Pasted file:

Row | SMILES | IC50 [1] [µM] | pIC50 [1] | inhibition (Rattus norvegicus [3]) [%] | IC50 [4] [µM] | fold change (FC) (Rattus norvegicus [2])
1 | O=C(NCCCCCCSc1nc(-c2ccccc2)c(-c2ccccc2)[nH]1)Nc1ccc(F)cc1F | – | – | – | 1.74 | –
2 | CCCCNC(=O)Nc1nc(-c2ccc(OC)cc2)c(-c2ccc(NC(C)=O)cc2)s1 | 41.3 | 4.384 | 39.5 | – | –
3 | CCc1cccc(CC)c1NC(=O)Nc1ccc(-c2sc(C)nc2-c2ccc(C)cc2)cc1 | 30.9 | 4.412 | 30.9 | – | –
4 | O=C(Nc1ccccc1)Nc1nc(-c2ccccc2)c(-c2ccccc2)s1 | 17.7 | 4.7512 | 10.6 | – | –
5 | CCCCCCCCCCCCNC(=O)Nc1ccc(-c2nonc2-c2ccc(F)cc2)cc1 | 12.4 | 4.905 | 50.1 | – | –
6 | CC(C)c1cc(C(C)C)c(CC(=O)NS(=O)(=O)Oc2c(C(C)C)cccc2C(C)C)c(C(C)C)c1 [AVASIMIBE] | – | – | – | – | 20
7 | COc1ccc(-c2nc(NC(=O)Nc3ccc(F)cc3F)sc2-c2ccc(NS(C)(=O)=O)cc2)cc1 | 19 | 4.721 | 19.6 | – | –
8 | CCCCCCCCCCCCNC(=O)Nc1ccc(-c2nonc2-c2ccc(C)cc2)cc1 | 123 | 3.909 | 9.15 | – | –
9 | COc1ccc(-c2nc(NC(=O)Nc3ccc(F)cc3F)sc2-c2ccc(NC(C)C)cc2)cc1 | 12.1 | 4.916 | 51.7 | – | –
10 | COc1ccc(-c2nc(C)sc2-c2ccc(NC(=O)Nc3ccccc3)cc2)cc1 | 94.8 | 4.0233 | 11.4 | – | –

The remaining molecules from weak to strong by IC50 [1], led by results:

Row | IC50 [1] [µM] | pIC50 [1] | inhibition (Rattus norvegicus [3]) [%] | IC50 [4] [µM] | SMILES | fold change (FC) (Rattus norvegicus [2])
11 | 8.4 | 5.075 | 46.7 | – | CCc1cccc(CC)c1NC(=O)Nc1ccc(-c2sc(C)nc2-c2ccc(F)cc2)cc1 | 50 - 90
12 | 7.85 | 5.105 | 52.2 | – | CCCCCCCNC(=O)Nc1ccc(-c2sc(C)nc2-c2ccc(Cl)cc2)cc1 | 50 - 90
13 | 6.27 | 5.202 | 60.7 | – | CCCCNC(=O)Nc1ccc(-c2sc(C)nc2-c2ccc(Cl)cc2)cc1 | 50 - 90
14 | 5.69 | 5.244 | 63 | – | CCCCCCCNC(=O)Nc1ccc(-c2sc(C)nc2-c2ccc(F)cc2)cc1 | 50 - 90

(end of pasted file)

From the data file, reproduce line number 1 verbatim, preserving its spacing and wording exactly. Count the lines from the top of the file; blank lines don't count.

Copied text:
Row | SMILES | IC50 [1] [µM] | pIC50 [1] | inhibition (Rattus norvegicus [3]) [%] | IC50 [4] [µM] | fold change (FC) (Rattus norvegicus [2])